Columns, International, Politics, Venezuela

Venezuela’s Grim Reality

Venezuela is now more violent than Iraq.

More murders are being committed there than in a place where insurgents are fighting for control of territory.

Yet supporters of President Nicolas Maduro (and their army of Internet trolls) hate it when people point that out on social media. They insist that “pitiyanquis,” or Yankee-lovers, and other American lackeys are making it all up. But, unfortunately, the data is correct – and things are getting worse.

The brutal killing of Monica Spear, the former Miss Venezuela, earlier this month, is just one example of the violence ordinary people are enduring. The soap-opera star, 29, was vacationing in Venezuela with her ex-husband, Thomas Berry, and their 5-year-old daughter, Maya, when their car broke down near Valencia after dark on Jan. 6. The couple were waving down a passing tow truck when five armed men approached and started shooting. Spear and Berry quickly locked themselves inside the car with Maya, who was asleep, but bullets pierced it, killing Spear and Berry and wounding Maya. The news spread quickly, not only because Spear was a celebrity, but also because the details of the slayings were so appalling.

Mónica Spear

Spear, who lived in Miami, was determined to spend time in her country, and so she had ignored advice from nervous family members and friends who had warned her not to travel there. Violent criminals are now operating with impunity, in part because of the social decay that has taken place following Hugo Chavez’s death and Maduro’s election.

In 2012, when Chavez was still in power, there were 21,692 murders in Venezuela. Under Maduro, that number increased to 24,763 in 2013. In Iraq, by contrast, there were 7,818 deaths last year. (To allay any doubts about the data: These numbers come from the Venezuela Violence Observatory and from UNIRAQ, the United Nations assistance mission in Iraq.)

Venezuela is the world’s fifth most-violent nation after, in descending order, Honduras, El Salvador, Ivory Coast and Jamaica, according to a study conducted by the United Nations Development Program. It is even more violent than Mexico, whose soaring drug-related crime rate is well-documented. Mexico has 118 million inhabitants, and 17,000 murders were reported there in 2013. In Venezuela, a nation of 28 million, there were nearly 8,000 more killings in the same time period.

The increasing violence is a symptom, rather than a cause. Rampant inflation is fueling the country’s black market, and political infighting is making it impossible for officials to govern effectively. Simply put, Maduro, who was granted the power to rule by decree in November, is letting control at the civilian level slip through his fingers, to the point that the police cannot maintain law and order. Meanwhile, his administration is busy denouncing the international media for “politicizing” the murders of Spear and Berry.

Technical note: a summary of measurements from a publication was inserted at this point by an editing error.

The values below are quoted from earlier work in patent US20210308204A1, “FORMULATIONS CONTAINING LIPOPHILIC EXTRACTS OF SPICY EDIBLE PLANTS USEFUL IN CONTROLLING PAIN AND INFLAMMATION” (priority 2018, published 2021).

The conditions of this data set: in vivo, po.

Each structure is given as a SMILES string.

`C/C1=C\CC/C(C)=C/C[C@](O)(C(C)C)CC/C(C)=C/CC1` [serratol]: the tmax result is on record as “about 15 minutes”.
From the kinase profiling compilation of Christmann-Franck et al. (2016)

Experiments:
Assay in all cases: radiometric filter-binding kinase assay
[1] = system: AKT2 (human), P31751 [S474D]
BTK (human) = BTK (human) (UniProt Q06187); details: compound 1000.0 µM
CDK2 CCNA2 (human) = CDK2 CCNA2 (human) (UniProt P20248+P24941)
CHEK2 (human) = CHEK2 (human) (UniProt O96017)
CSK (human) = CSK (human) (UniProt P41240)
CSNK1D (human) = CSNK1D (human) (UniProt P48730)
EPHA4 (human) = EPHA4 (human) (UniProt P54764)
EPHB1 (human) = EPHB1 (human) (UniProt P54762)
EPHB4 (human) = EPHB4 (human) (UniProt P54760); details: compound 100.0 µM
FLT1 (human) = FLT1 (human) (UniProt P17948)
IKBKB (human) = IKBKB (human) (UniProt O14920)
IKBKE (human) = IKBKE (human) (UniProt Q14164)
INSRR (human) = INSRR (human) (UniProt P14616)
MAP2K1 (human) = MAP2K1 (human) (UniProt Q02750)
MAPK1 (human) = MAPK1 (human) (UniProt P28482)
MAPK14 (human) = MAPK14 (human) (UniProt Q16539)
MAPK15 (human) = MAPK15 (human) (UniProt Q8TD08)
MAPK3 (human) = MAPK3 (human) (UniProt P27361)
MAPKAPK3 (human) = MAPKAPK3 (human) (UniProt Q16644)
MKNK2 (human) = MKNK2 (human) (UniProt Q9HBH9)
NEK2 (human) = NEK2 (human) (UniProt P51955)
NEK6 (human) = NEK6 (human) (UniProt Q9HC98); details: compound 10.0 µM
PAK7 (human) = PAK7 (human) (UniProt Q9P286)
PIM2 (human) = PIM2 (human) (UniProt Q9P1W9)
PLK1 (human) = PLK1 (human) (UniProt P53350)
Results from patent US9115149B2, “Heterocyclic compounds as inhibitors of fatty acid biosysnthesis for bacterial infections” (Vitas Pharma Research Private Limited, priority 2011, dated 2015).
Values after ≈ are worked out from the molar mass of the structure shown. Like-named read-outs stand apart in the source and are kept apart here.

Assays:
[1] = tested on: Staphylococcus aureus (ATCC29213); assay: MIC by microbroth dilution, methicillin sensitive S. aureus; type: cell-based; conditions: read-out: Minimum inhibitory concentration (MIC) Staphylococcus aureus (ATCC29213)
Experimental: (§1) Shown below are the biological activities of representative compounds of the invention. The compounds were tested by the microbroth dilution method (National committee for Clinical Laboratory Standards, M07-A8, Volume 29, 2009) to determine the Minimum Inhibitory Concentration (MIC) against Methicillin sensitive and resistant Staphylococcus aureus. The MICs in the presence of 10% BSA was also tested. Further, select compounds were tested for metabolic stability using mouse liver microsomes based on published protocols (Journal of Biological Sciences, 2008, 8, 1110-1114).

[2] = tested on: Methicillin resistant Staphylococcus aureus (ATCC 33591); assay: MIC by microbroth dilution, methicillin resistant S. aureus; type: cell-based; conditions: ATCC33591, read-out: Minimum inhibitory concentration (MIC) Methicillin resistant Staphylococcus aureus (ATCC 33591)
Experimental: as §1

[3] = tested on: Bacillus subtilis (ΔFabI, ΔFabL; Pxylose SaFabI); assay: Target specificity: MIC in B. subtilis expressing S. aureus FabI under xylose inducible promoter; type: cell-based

The truth is that Maduro’s policies are indeed responsible for those deaths, and for the deaths of thousands of others. His combativeness and his refusal to open a dialogue with his political opposition, along with his abuses of his power and his failure to offer a realistic plan for the future or address any of the nation’s economic or political problems, have caused chaos, and so criminals are thriving. Maduro took office despite allegations of election fraud, which continue. He wanted total control of the government, along with the military; now he has it, along with responsibility for the nation’s failed security policy.

This situation does not appear likely to change anytime soon. Maduro is smarter than his opponents give him credit for. Despite his shortcomings – among them his childish and erratic rhetoric (including his insistence that Chavez has talked to him from beyond the grave) – Maduro did manage to hold onto and then consolidate power, proving that although his great patron may be gone, “chavismo” is continuing without Chavez.

As was the case when Chavez was in charge, media censorship has been keeping most Venezuelans in the dark about the mayhem. But on average, the deaths of Spear and Berry put a spotlight on that fact that 67 people are murdered in that nation every day. Venezuelans may be reminded that Maduro pledged to end the violence after taking office last April, but their everyday lives continue to become more dangerous.

Maduro’s failures are now on display for all the world to see.

By Jorge Ramos Avalos.

(January 17, 2014)

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Jorge Ramos has been the anchorman for Noticiero Univision since 1986. He writes a weekly column for more than 40 newspapers in the United States and Latin America, and provides daily radio commentary for the Radio Univision network. Ramos also hosts Al Punto, Univision’s weekly public affairs program offering analysis of the week’s top stories, and Fusion’s AMERICA with Jorge Ramos, a news program geared towards young adults. Ramos has won eight Emmy awards and is the author of ten books, most recently, STRANGER - The Challenge of a Latino Immigrant in the Trump Era.

A survey conducted by the Pew Hispanic Center found that Ramos is the second most recognized Latino leader in the country. Latino Leaders magazine chose him as one of “The Ten Most Admired Latinos” and “101 Top Leaders of the Latino Community in the U.S.”